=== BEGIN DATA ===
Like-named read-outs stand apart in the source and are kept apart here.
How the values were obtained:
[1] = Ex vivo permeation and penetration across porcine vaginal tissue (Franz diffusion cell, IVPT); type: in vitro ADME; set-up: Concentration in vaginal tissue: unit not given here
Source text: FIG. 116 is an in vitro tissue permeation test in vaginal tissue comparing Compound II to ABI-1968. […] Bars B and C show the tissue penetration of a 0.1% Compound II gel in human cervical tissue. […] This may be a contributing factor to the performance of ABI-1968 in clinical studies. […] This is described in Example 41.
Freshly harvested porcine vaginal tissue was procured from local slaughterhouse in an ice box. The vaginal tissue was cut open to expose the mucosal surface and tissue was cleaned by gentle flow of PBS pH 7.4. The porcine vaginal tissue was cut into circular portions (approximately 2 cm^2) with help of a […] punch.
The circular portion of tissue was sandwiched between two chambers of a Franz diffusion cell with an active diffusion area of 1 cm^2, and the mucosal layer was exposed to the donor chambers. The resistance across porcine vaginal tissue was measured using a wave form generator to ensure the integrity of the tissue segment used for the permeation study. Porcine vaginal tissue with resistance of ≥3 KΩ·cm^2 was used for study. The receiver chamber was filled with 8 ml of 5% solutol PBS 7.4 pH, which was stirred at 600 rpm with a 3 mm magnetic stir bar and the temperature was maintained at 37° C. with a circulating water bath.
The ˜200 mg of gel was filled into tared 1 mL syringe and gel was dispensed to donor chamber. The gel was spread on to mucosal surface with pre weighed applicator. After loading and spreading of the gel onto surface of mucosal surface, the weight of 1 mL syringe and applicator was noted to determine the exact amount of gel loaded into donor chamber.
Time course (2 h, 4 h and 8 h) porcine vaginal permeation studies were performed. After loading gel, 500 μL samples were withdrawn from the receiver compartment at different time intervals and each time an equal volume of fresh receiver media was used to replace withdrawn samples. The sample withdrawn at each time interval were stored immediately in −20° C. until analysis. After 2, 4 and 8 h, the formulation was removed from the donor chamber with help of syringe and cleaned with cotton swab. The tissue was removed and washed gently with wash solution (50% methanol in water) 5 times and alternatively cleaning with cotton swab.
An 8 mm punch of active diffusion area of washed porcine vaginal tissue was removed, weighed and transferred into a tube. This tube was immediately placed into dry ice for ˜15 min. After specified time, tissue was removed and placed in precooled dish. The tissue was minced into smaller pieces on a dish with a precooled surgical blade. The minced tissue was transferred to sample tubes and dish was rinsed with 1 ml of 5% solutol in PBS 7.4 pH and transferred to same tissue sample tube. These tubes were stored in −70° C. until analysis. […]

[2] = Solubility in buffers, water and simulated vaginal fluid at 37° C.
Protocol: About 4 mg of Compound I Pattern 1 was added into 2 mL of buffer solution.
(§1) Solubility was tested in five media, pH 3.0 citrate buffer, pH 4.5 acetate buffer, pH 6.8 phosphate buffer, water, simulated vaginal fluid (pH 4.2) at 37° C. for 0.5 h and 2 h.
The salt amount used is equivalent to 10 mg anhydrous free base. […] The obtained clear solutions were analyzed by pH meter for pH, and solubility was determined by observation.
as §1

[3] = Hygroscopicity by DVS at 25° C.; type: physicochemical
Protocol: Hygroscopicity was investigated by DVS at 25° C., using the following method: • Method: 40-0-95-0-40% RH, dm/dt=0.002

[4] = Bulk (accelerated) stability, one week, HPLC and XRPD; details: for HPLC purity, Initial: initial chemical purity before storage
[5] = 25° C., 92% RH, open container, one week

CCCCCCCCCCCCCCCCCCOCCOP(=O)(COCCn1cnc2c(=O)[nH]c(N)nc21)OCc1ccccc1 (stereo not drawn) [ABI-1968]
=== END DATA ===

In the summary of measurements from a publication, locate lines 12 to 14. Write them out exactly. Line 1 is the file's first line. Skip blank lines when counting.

(§1) Solubility was tested in five media, pH 3.0 citrate buffer, pH 4.5 acetate buffer, pH 6.8 phosphate buffer, water, simulated vaginal fluid (pH 4.2) at 37° C. for 0.5 h and 2 h.
The salt amount used is equivalent to 10 mg anhydrous free base. […] The obtained clear solutions were analyzed by pH meter for pH, and solubility was determined by observation.
as §1